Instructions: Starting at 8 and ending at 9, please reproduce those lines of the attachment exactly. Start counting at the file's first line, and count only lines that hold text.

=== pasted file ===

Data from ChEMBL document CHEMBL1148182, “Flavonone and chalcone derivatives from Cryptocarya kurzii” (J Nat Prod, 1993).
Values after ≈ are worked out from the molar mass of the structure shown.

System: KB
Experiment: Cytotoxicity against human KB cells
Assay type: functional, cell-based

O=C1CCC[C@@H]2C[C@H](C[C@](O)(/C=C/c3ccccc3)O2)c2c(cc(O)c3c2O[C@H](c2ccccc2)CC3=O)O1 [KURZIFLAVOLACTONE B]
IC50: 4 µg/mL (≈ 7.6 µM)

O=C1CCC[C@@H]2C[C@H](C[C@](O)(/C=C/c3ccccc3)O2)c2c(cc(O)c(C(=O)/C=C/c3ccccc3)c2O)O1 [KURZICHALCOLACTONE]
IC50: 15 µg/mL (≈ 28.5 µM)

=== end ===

O=C1CCC[C@@H]2C[C@H](C[C@](O)(/C=C/c3ccccc3)O2)c2c(cc(O)c(C(=O)/C=C/c3ccccc3)c2O)O1 [KURZICHALCOLACTONE]
IC50: 15 µg/mL (≈ 28.5 µM)